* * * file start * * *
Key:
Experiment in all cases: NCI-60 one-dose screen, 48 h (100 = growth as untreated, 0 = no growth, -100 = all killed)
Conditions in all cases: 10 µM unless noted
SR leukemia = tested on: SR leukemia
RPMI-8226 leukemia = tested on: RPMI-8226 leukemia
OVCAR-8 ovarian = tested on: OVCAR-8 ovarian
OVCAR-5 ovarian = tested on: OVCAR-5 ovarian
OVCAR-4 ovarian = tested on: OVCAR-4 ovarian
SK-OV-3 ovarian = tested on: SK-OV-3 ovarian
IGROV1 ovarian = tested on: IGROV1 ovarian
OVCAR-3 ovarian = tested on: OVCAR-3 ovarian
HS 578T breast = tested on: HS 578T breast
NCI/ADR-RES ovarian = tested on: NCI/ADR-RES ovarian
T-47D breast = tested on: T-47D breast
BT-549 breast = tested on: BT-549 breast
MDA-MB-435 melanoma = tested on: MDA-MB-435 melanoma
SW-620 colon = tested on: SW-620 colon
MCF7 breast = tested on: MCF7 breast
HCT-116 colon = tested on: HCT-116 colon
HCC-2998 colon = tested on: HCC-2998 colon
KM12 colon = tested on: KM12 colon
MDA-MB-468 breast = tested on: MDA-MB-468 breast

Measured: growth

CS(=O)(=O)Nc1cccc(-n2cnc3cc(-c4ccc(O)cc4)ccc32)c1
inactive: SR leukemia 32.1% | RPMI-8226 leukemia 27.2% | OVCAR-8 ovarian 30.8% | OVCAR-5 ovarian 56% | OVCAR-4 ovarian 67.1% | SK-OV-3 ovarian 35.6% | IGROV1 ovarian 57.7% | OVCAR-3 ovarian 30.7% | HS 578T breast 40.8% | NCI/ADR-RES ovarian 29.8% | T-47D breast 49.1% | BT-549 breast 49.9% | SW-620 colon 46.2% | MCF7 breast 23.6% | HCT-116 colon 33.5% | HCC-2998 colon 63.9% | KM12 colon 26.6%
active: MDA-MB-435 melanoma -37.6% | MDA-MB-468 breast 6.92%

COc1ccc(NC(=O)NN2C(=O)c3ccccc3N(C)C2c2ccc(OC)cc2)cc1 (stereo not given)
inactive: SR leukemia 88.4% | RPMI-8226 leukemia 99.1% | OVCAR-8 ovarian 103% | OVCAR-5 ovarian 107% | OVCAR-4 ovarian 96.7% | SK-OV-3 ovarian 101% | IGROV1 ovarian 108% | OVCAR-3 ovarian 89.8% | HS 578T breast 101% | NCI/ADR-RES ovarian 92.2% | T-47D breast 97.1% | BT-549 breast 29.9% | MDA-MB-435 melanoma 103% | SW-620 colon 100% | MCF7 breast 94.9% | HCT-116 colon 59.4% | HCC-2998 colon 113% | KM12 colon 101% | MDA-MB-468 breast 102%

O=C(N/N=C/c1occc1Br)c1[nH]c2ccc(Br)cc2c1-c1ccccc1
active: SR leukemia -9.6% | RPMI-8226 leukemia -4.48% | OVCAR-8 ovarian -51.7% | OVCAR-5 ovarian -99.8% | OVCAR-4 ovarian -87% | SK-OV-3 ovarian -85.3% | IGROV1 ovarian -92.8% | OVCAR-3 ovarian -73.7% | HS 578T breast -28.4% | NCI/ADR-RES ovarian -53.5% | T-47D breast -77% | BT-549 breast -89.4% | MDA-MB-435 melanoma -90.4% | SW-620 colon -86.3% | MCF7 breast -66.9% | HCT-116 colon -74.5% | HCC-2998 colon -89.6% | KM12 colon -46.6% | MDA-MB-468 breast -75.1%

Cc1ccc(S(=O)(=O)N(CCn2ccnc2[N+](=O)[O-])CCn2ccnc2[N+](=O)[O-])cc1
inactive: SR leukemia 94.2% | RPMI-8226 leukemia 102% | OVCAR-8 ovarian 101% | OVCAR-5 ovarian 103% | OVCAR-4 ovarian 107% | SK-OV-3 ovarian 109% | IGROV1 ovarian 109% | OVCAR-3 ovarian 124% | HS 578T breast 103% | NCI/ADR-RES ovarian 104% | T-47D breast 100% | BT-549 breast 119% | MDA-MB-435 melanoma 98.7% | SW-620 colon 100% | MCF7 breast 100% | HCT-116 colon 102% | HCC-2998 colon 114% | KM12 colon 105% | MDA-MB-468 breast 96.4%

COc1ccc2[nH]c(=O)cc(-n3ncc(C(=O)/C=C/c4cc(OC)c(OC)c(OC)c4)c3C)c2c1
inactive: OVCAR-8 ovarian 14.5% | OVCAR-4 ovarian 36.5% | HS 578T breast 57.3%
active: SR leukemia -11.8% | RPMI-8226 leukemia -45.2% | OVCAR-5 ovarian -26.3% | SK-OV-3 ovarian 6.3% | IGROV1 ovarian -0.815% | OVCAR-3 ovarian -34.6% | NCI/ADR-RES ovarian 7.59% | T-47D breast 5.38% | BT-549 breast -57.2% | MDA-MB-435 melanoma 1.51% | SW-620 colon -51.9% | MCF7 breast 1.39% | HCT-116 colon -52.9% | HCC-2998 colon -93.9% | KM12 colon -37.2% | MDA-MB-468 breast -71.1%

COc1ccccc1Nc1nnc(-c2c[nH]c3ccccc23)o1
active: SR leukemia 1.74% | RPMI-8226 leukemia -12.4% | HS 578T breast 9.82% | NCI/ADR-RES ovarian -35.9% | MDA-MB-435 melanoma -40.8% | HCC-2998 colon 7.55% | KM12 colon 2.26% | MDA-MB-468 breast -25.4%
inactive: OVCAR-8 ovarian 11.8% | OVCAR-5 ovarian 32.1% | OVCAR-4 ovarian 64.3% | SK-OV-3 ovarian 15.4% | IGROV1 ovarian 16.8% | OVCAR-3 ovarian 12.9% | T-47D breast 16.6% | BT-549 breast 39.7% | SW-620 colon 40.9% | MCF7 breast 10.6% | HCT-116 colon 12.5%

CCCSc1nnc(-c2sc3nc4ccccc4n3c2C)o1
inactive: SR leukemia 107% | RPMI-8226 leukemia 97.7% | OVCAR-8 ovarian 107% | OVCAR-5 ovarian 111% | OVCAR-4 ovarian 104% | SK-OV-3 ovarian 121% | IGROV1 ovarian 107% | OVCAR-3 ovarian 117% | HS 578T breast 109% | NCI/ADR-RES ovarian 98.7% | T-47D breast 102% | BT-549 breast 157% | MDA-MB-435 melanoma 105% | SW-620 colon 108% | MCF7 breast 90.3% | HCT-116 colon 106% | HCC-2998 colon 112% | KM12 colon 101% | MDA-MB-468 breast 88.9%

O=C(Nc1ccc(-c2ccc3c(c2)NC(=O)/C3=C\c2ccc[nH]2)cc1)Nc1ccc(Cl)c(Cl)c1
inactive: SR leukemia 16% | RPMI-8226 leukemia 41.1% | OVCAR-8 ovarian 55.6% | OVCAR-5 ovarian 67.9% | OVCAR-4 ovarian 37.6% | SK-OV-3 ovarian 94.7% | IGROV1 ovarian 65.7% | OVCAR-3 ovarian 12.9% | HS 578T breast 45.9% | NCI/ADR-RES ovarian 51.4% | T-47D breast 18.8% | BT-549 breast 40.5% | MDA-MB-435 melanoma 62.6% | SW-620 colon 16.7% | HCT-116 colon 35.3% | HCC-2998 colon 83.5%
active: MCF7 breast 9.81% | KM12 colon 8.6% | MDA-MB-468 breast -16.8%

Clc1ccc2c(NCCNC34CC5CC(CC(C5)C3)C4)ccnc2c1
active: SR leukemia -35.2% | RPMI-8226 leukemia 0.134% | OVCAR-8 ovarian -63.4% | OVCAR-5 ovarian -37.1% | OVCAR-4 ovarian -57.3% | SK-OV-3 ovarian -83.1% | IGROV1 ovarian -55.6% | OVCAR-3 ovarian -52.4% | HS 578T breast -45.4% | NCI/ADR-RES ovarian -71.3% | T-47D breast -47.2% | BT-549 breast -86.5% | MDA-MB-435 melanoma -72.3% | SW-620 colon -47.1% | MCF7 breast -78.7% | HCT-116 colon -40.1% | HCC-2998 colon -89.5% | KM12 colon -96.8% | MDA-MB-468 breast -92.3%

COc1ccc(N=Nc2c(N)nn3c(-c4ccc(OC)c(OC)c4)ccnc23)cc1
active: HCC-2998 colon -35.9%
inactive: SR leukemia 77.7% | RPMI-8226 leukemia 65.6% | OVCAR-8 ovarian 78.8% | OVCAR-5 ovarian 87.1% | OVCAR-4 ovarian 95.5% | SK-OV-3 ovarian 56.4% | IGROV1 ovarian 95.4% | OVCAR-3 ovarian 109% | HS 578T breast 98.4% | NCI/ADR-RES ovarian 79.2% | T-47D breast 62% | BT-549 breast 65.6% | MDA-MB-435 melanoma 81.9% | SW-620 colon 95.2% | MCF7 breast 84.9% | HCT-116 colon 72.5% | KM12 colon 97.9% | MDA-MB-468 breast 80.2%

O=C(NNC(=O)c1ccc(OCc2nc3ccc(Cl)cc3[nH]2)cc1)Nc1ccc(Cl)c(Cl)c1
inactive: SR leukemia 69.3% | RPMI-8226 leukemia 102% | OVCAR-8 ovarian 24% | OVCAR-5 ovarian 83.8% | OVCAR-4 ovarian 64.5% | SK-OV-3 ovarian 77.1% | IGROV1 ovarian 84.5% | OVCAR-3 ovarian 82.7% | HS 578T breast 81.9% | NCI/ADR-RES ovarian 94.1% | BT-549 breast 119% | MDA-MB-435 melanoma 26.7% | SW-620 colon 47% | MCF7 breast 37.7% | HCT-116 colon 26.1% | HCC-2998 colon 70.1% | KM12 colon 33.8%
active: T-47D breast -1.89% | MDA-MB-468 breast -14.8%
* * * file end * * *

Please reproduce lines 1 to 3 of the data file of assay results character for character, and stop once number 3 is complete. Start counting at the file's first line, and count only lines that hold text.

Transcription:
Key:
Experiment in all cases: NCI-60 one-dose screen, 48 h (100 = growth as untreated, 0 = no growth, -100 = all killed)
Conditions in all cases: 10 µM unless noted